how you never failed to precede me with the cut palmyra branch
like a ferocious Saracen with his scimitar – i imagine – before his  
                               advancing lord and master
every time i took it upon myself to take that narrow footpath into the    
                                                                      back compound
overgrown with palmyra coco-palm sweet mango guava and papaya and the swordlike rasping grass trembling upright in the low crumbling wind and the thorny touch-me-not ground-hugging folding brush
swishing away with your sunshrivelled burgundy knotty arms with broad disdainful harvesting sweeps
the cobras come out to water in the sweltering heat by the thatched fly-buzzed hole
your low under-the-breath warning tones a reminder of the will of your self-inflicted charge

you never ate until i gorged myself
like the dutiful wife given with a dowry
watching me all the time through the shield of the wisp of cloud of cheroot smoke in your sentinel corner against the far wall your eyes glinting fearing that i might take exception and even before my plate was half-empty you had already darted across the kitchen floor to bring me more fried brinjals mashed greens fried and sliced plantain the steaming rice lying bare by its metal cover hanging on the lip of the open pot-mouth in a clear aluminium pot by my side

now they say you are gone for some plotted and took your life in haste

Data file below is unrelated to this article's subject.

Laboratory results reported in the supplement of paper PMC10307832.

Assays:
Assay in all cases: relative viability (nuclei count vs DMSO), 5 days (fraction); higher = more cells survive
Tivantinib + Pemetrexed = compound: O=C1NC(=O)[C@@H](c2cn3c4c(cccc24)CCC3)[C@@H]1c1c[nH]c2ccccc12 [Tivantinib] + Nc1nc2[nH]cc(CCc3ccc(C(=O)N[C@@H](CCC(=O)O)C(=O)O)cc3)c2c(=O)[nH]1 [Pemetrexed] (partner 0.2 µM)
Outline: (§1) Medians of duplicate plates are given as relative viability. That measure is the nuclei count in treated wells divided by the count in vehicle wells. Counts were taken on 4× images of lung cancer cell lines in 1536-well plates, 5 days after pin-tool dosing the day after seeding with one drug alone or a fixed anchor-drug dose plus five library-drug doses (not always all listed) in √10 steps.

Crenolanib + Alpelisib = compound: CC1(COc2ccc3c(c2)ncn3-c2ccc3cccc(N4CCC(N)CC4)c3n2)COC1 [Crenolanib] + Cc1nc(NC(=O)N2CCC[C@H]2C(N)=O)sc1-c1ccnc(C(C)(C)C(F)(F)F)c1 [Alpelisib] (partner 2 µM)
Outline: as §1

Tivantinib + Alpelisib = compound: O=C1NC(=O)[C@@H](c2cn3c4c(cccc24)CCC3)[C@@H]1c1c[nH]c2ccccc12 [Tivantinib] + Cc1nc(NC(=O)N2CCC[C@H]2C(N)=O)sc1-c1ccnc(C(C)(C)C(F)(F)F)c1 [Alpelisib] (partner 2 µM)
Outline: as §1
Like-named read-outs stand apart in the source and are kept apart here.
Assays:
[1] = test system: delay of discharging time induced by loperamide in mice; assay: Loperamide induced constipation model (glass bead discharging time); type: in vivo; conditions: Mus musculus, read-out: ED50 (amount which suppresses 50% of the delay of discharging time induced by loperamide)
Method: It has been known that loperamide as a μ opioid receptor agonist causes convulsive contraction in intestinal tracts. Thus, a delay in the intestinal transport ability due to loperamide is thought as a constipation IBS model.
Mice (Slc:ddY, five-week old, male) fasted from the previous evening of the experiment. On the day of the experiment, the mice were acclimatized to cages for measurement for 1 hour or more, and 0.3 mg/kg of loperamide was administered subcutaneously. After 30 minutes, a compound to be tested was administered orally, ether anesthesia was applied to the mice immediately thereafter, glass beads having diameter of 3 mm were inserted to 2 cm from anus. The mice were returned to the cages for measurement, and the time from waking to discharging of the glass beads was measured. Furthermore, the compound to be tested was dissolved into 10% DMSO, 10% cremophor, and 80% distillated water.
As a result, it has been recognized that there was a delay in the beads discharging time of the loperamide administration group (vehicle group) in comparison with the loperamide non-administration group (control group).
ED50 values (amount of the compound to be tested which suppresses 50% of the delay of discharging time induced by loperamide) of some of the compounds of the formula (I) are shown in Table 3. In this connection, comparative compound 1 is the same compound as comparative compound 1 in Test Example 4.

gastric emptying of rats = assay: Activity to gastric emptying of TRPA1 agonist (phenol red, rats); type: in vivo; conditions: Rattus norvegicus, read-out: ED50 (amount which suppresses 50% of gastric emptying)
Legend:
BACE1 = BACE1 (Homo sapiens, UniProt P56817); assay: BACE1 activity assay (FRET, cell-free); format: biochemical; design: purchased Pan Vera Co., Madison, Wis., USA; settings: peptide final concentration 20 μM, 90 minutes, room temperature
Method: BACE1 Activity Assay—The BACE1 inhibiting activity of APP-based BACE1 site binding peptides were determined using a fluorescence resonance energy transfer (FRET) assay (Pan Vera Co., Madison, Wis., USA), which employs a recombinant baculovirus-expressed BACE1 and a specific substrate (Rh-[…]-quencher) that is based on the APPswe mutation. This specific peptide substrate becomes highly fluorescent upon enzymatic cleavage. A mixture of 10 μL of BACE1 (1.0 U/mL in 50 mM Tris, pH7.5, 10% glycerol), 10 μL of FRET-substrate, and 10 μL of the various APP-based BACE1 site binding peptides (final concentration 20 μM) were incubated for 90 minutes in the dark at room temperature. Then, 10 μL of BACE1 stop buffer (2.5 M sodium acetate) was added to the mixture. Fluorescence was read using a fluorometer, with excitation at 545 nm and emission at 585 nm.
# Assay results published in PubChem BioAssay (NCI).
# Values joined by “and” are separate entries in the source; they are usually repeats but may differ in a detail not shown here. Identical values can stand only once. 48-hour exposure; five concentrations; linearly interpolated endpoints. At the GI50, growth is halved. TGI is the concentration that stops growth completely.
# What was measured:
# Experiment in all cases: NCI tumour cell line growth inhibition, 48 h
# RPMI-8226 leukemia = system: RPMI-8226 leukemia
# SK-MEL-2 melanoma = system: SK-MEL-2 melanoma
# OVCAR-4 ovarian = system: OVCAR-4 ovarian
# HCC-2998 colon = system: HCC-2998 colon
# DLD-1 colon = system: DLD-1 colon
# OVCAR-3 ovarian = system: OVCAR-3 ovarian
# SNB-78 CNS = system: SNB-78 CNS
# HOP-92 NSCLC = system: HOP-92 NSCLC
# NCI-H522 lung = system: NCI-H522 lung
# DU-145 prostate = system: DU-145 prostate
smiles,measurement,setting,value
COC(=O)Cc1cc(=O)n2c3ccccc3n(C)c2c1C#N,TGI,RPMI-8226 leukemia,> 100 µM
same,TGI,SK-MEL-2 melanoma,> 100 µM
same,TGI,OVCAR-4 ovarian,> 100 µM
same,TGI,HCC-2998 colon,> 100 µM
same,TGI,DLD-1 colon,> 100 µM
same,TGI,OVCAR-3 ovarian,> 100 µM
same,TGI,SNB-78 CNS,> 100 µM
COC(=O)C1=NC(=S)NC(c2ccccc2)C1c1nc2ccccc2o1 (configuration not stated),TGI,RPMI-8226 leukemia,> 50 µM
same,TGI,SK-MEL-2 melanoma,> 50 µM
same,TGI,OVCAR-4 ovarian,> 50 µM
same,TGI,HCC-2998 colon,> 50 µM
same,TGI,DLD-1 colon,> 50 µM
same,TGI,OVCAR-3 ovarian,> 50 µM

even before you had time to ensure an heir
others say you were alone dismayed abandoned by your own
prey to enchanters coveting
the plot of land the house derelict forsaken by your absence
they say some one caretakes it for himself
others no a forbidden son of your husband’s has raked it for himself

alas would you have known how landless nationless stateless i’d be
this dot of ancestral land clinging clanging in memory

did you know then you might never see me again
nor probably ever hear of me
or if you had how might you have taken it all
did you believe the tales true and false they told
or only what you wanted to hear
of your precious prince you once served in silence and

                   who had gone to slave in other lands


Notes

eevaa peerankal muuvaa marunthu is a take on another well-known Tamil proverb:
eevaa makkal muuvaa marunthu meaning “children who obey even before the order is given are a God-send”. Here, in lieu of children, the word “grandparents” is substituted

chembu: a small usually copper vessel shaped like a rounded vase with a tapering neck and open mouth, used for holding drinking water or milk

kuul: thick holdall gruel which may also be highly spiced

chemman: red soil

vaithi: ayurvedic doctor, practising the traditional Indian homeopathic medicine

From: 

T. Wignesan